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Arang – 5

Director – Sang-hoon Ahn

Cast – So-yeong Choo, Won-jung Jeong, Hae-in Kim, Ok-bin Kim, Dong-Wook Lee, Jong-su Lee, Yun-ah Song

Release Year – 2006

Reviewed by John of the Dead

For the most part, I enjoy South Korean horror.  While J-horror and HK-horror seem to rule the Asian horror scene, South Korea has been catching up lately and giving us some quality, and unforgettable, horror films.  Films like The Host and Thirst give us scenes that most of us who enjoyed the films(a vast majority of viewers) will never forget, and were left as flabbergasted as I was.  Example: The Han River scene in The Host, yeah, WOW.  Anywho, based on my respect for South Korean horror I decided to give a watch to a South Korean film I had never heard of before viewing, titled Arang.  From the storyline alone I expected to like this one, but in the end all we are given is a cliché mess of everything South Korean horror isn’t, and J-horror is.

This film begins with a broke ex-con dying a grisly death in a home he cannot afford.  Assigned to the case are two detectives with their own problems as well.  Det. Min, the lead detective, has been given her first assignment after a lengthy suspension due to her violent anger problems, and her partner, Det. Lee, is a rookie with sh*t for brains.  When those close to the ex-con begin to die the same type of mysterious and grisly deaths, the investigation leads Det. Min and Lee to an abandoned salt storehouse on the edge of the ocean, a storehouse with a deep buried secret 10 years in the making.

I am always down for a good mystery, and when  you throw in a good sense of supernatural horror my interest only gets stronger.  So because of this, I really expected to enjoy this one given it had at least a mediocre level of writing and execution, but that was not the case.  Execution-wise director Sang-hoon Ahn gave us a visually fantastic film that came with great cinematography and superb camera angles.  We get a fair amount of scares thrown in the film, but if you are tired of the usual long-haired ghost scares then you will be as disappointed as I was.  For a film with such scares we did get a pretty good amount of ghost action from the long-haired girl, which I found somewhat positive.  Usually we get just the cliché girl here and there, but in this film she plays a pretty big role and that at least alleviated my distaste for the cliché girl because I got a fair amount of action for it.  Plus, she really did look pretty damn freaky thanks to Sang-hoom Ahn giving her a very real and not so ghostly look.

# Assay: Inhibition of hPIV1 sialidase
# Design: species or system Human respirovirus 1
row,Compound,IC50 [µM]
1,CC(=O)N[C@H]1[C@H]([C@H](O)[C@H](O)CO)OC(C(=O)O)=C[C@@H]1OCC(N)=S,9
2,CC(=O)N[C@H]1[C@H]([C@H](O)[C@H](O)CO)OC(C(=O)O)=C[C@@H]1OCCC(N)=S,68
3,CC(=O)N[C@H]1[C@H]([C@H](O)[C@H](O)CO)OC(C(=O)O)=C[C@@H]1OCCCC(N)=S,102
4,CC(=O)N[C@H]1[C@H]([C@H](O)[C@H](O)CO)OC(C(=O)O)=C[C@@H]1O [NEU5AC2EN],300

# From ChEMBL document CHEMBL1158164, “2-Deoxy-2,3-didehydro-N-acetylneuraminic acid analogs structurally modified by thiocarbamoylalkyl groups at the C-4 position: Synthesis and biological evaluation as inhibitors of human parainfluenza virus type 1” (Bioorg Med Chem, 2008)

The rest of this film’s problems lie in the storyline, which I was really disappointed in.  From the outside the plot looks interesting and enjoyable, but once things get going we are thrown into a ridiculous mess that left me not only uninterested but quite appalled that such acts even occurred in this film.  The core mystery element behind the storyline is positive, but due to the fact that it only covers maybe 10 percent of the film and the other 90 percent must be branched off really hurt this film.  Why?  Well, everything added to the core of the film was overly silly and ridiculous even for a fictional film.   I will not go into spoilers, but there were a few scenes regarding Det. Min’s investigative work that were completely unbelievable and downright impossible to have occurred under normal circumstances, and because none of the scenes were explained I must knock this film for such atrocities.  Too many different twists and sub-plots were left unexplained, and not in the good “mysterious” way but in the annoying “what the hell is going on?” kind of way.  Don’t bother going into this film with a pen and notepad to try and jot down clues to what is going on, you have better chances of memorizing “The Stand” than some of the ridiculous scenes in this one.

Overall, this is a South Korean effort that showed a fair amount of promise in its core storyline but the storyline itself is what leads to this film’s demise and mediocre, non-recommended output.

Rating: 5/10

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